Black Friday hasn’t even arrived yet, but for weeks there has been a steady stream of discount codes flooding our inboxes and Instagram feeds, in the lead up to this, the most notorious of sales.
It’s name sparks images of panic-induced chaos, from queues waiting for hours outside stores, to mayhem as people charge in crowds to get their hands on the best offers, to all out brawling over heavily discounted items. The negative reputation for this day is encapsulated in one macabre record on the website, Black Friday Death Count, a tragic log so alarming that the discounts cannot be worth it. Throughout November, edits of anticipated deals or sneak previews of items to bookmark are shared so we’re ready for the moment the prices plummet. Brands are starting earlier and earlier by offering teaser reductions throughout the month in the run up to the event, fuelling this impulsive, excessive consumption. According to PWC, Black Friday has now become Black November, with US consumers projected to spend 3% more over the festive months in comparison to last year, whether online or in store we will be seeing more staggering sales numbers in the aftermath.
While it can be argued fairly Black Friday provides an opportunity for some to purchase items they might need and otherwise not be able to afford, without these deals, on the whole it exists to encourage us to spend as much and as quickly as possible. This urgency of a ticking countdown declaring seemingly bottomless reductions as a one-time offer drives us to hasty purchases and escape any risk of FOMO. The Ellen MacArther Foundation reported that every second a truckload of textiles is either incinerated or sent to landfill. WRAP in the UK shared estimates that there are £30 billion of unworn clothing sitting in peoples wardrobes. That’s a lot of stuff for us to ‘Marie Kondo’ our way through. The destructive knock-on effect to the planet doesn’t stop there. This push to spend also results in an eye-watering number of returns. In the US UPS estimates 1 million packages will be returned every day in December. While research from Optoro suggests 5 billion lbs of US returns are also sent to landfill, emitting 15 million tons of CO2 in the process. This is a hefty environmental price tag for our sale shopping appetite, not one we can afford to pay, considering it is just over twelve months since scientists alerted us that time was limited to curb the effects of climate change. This destructive impact on our world, coupled with the human cost of a discounted item, whether in unfair wages or poor working conditions, makes the race to the lowest price impossible for ethical brands to compete while protecting their ethos.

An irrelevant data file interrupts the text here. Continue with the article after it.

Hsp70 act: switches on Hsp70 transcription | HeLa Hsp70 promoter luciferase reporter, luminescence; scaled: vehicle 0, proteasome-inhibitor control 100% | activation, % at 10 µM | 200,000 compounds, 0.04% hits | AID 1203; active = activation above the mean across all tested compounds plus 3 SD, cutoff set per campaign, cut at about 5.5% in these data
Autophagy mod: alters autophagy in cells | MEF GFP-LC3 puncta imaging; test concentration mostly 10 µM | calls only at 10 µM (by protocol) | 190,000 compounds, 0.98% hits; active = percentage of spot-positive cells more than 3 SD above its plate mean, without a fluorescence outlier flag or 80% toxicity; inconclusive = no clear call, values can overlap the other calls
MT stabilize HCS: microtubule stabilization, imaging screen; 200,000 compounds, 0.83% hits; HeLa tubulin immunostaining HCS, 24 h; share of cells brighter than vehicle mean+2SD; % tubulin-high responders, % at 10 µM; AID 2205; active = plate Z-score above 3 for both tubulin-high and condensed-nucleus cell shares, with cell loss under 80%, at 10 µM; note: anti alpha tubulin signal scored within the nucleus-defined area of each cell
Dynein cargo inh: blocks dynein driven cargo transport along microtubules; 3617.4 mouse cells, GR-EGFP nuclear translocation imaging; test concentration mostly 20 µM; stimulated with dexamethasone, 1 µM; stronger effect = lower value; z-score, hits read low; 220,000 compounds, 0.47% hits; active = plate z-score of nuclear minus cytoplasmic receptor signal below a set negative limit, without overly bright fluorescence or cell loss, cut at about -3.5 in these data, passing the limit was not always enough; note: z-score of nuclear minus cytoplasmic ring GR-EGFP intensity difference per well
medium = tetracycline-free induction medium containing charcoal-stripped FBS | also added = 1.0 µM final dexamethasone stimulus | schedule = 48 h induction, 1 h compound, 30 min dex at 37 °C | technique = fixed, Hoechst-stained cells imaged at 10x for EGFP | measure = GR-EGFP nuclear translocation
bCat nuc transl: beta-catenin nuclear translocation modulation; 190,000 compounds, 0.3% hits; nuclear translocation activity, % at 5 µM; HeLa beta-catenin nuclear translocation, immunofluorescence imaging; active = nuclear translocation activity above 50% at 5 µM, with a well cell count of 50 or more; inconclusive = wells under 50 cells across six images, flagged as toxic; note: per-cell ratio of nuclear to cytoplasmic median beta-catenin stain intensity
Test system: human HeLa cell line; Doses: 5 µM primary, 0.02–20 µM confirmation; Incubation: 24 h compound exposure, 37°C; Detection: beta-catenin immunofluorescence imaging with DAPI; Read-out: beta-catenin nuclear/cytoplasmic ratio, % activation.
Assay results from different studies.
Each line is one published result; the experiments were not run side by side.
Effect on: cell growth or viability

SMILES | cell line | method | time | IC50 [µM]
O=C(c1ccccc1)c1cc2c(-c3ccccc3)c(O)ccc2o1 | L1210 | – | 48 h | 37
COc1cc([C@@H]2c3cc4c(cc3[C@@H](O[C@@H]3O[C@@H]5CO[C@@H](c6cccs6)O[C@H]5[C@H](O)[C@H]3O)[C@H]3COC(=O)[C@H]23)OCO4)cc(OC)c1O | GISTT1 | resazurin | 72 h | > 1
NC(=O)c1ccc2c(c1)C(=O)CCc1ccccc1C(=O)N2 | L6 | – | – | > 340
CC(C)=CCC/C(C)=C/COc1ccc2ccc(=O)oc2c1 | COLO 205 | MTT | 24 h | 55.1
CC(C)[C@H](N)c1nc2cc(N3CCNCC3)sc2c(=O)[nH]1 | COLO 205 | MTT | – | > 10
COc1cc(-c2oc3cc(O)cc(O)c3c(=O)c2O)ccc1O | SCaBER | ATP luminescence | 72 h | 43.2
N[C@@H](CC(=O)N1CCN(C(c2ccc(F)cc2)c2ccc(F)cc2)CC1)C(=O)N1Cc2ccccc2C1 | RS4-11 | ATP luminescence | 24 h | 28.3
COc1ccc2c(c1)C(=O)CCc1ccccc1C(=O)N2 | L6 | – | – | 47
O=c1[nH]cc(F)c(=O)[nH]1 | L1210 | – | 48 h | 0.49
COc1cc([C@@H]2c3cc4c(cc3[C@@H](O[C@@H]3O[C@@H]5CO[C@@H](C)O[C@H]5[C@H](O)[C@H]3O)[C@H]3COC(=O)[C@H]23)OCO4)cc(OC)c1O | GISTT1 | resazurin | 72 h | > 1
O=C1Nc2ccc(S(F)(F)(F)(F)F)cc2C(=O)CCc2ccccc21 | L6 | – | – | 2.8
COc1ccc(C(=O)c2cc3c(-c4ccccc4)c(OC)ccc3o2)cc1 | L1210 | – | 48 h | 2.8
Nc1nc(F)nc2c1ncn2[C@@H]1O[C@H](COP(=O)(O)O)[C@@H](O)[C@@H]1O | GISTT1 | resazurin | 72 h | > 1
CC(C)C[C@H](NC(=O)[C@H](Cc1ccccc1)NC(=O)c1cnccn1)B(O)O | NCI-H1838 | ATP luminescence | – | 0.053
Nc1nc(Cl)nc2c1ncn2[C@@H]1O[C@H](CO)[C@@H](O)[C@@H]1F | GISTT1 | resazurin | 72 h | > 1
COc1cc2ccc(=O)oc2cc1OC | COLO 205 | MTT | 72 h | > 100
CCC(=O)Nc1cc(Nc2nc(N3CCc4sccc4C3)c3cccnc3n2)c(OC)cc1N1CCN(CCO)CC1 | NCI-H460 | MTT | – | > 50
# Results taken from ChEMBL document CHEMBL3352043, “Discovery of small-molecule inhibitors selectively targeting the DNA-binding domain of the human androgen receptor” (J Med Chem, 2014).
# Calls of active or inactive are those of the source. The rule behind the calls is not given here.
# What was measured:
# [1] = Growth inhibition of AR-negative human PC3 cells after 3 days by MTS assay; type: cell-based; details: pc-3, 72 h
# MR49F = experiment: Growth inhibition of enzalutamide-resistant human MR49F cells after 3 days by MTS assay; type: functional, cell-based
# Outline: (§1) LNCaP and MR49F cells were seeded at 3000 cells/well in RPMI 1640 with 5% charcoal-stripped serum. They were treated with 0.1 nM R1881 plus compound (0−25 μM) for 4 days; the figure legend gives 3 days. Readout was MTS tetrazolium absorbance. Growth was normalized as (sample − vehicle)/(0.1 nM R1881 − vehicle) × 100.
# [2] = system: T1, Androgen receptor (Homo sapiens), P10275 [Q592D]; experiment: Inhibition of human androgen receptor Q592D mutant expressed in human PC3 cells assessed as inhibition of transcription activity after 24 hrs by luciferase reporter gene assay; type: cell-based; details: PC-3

Now is the time to rethink the fashion system, join in with Global Fashion Exchange and Eco-age’s #takebackblackfriday, a campaign with the ambition to enhance awareness and educate consumers about the negative impact of Black Friday and inspire people with the alternatives. You can also check out our previous post here on the hidden costs of sales to learn more. Or, if you’re shopping this week look for brands refusing to compromise on their ethics and challenging the norm on Black Friday. Whether supporting those rejecting the pressure to discount, like Veja, the footwear label who reaffirmed on twitter their choice to not participate in Black Friday, or one using it as an opportunity to give back like O My Bag, the accessory brand. They’re set to continue with their Black Friday Fund, an initiative where 100% of the sales from discounted items will be donated to funding schools in India.
This year at thegreenlabels we’re also doing it differently. We think to minimise the impact on our planet and protecting the people who make our clothes are the most important things. Keep an eye on our social media to stay tuned!
Written by Lynne Grey